2. Scrum did not make you go fast.  Ok, ok, yes they are called sprints.  It sounds like we are in a rush. But pretending like the 100 yard dash is really the 90 yard dash is just unprofessional.  If the story is not done, done with a strong definition of done, then you're just lying about your velocity.

Three more fairly obvious things to say.
1. This is a hard problem.  It is almost impossible to keep technical debt from creeping up.  You will have to fight hard to keep things better.

2. It is worth the fight.  You can make your life, the lives of your teammates, the lives of your customers, better.  It a fight, a struggle, but actually fun to do as a team; and you will feel better for it.

3. Tools.  Yes, there are lots of tools, techniques, specific approaches, and patterns to follow to stop increasing technical debt and to reduce the technical debt.  But it starts with the human beings, the folks you work with, having the will to say: "We're fixing the problem with technical debt!  We have to!"


Vin D'Amico said...

I fully agree that too much technical debt is bad. At the same time, adding lots of extra effort to avoid any technical debt is equally bad.

As you point out, an area of code that is stable and unlikely to be revisited, probably doesn't need to have technical debt paid off. Another area of code that is heavily used and added to, should have it's debt kept to a minimum, if any.

In either case, technical debt should be documented and added to the backlog. There's no point in hoping it will just go away.

Joe Little said...

Hi Vin,

Good points.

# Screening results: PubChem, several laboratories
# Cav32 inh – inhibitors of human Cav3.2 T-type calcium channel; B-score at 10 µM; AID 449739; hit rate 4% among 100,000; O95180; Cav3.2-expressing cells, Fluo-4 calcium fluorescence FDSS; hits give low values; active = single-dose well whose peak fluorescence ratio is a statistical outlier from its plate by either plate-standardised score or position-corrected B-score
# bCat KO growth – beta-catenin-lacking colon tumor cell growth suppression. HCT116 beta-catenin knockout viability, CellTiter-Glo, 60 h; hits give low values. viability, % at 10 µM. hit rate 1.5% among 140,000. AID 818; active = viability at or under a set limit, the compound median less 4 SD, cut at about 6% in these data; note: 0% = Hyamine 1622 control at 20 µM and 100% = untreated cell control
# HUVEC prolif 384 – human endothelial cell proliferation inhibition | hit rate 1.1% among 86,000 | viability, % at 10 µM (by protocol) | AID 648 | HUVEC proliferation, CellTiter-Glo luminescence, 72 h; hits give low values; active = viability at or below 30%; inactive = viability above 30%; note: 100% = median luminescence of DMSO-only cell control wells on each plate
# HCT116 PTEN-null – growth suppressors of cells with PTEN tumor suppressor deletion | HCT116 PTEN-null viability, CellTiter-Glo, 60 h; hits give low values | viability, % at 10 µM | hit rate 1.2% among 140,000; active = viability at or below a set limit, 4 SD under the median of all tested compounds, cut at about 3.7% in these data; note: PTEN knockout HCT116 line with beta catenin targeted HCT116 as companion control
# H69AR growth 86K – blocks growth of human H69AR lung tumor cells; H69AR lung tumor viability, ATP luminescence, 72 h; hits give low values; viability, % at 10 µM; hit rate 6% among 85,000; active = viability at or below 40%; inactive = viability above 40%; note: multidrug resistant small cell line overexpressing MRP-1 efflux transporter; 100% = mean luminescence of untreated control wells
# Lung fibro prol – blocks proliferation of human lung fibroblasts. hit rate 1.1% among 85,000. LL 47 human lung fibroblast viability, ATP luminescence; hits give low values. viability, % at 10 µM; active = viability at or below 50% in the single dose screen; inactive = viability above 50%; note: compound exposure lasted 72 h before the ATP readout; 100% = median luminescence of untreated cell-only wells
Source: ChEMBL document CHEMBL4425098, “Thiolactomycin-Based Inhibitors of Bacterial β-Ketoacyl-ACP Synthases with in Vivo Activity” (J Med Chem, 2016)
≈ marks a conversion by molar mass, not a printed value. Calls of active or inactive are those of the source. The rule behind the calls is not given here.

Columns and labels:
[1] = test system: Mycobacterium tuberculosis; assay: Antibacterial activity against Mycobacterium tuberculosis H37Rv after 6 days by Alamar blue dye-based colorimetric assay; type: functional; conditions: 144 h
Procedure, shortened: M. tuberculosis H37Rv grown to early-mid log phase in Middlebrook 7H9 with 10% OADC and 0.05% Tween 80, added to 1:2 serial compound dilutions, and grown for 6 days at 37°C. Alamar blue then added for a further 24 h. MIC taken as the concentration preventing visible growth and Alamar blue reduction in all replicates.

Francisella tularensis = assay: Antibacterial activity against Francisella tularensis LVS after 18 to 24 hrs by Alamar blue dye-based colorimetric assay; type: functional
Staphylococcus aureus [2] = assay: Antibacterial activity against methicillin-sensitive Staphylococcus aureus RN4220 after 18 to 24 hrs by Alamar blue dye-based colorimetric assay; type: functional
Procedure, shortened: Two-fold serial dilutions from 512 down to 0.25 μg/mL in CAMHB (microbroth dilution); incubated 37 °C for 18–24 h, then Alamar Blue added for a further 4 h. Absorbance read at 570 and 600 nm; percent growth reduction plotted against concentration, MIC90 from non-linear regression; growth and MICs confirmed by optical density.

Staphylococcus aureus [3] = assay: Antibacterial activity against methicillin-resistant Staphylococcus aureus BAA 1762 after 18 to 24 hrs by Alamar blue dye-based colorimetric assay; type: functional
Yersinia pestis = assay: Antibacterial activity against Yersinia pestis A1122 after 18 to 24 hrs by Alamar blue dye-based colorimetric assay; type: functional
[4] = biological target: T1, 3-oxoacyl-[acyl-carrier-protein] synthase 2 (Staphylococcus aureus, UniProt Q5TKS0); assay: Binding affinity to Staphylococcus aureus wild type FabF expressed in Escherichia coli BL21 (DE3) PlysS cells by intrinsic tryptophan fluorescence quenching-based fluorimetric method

In real life, I almost never see a team that does too much about technical debt. IMO. Only 90% of the time is it obviously not enough yet.

But I agree it is possible, and probably there are a few such teams out there.

Now, I completely agree that whatever one does, it must be done with some efficiency and some effectiveness. Not just pushing money or time at the problem thoughtlessly.

Thx, Joe

Tim dB said...

Whilst I also agree technical debt is more often than not bad for business I think we as engineers striving to be the best we can be often forget that technical debt is a business decision (in fact I consider ALL of my decisions business ones)... It comes with costs and it comes with benefits.

I hate debt as much as the next developer. It's frustrating, annoying and feels so dirty. But sometimes it unfortunately just makes good economic sense!

Of course the tough part is in estimating the benefit of doing it right (aka the cost of not doing it right). What seems like x today often turns out to be 10x down the track. Add to that the fact that so much of that cost is hidden and I agree it's a brave man that makes the call "this technical debt is good for business".

Joe Little said...

Hi Tim,

I liked your comments very much. And agreed with them before you said them. In fact, your first point is to me so important that I revised my post.

As I already said, there are s few times to accept some technical debt. But I find very teams are rigorous in thinking about technical debt, must less acting on it. So, I tend not to go there first.